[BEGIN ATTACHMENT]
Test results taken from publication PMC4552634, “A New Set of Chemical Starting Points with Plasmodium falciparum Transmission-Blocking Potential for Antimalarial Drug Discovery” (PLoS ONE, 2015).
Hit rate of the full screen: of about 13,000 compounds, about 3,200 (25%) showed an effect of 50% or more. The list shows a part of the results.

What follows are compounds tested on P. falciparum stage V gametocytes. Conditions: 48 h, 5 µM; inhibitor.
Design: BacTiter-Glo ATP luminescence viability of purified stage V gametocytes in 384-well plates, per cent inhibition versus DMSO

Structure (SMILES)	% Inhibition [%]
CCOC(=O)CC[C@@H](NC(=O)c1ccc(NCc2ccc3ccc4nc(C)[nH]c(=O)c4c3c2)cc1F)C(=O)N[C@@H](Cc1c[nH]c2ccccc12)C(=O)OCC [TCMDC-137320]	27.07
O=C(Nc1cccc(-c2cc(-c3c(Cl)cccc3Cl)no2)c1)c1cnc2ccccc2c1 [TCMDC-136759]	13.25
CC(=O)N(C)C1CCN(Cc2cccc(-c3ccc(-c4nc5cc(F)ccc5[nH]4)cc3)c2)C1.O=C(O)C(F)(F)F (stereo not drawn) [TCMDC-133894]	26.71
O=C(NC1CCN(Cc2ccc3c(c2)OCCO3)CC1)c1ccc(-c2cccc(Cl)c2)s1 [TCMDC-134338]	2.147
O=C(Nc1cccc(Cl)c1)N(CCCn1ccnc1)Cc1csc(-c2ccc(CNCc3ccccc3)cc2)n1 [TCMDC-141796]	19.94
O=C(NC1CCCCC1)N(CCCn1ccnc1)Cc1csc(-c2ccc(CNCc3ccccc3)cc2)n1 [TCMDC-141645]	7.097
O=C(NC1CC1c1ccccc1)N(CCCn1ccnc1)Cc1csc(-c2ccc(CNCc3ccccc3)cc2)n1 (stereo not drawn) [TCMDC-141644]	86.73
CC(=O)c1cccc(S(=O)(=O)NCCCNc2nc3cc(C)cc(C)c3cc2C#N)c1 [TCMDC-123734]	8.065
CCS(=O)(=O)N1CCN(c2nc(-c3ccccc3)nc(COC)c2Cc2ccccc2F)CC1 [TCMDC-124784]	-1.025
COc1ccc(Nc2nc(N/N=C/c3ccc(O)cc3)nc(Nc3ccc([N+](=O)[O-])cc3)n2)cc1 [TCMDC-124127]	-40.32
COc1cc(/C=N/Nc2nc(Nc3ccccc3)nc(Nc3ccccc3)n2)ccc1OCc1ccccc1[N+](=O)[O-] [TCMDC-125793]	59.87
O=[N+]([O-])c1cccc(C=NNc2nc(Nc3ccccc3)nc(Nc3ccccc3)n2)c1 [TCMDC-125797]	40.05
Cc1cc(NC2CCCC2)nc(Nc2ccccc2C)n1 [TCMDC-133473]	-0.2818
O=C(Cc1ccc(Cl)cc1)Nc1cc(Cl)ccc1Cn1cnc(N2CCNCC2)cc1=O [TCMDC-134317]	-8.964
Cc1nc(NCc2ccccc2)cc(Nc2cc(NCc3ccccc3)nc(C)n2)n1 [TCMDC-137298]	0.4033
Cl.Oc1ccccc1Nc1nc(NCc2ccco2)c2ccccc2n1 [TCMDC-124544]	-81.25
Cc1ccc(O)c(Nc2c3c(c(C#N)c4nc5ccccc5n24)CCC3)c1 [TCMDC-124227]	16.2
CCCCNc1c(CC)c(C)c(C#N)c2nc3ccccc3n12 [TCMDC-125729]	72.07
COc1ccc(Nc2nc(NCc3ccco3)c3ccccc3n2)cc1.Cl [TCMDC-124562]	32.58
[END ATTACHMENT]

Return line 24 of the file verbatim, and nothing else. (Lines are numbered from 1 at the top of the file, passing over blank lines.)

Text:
COc1ccc(Nc2nc(NCc3ccco3)c3ccccc3n2)cc1.Cl [TCMDC-124562]	32.58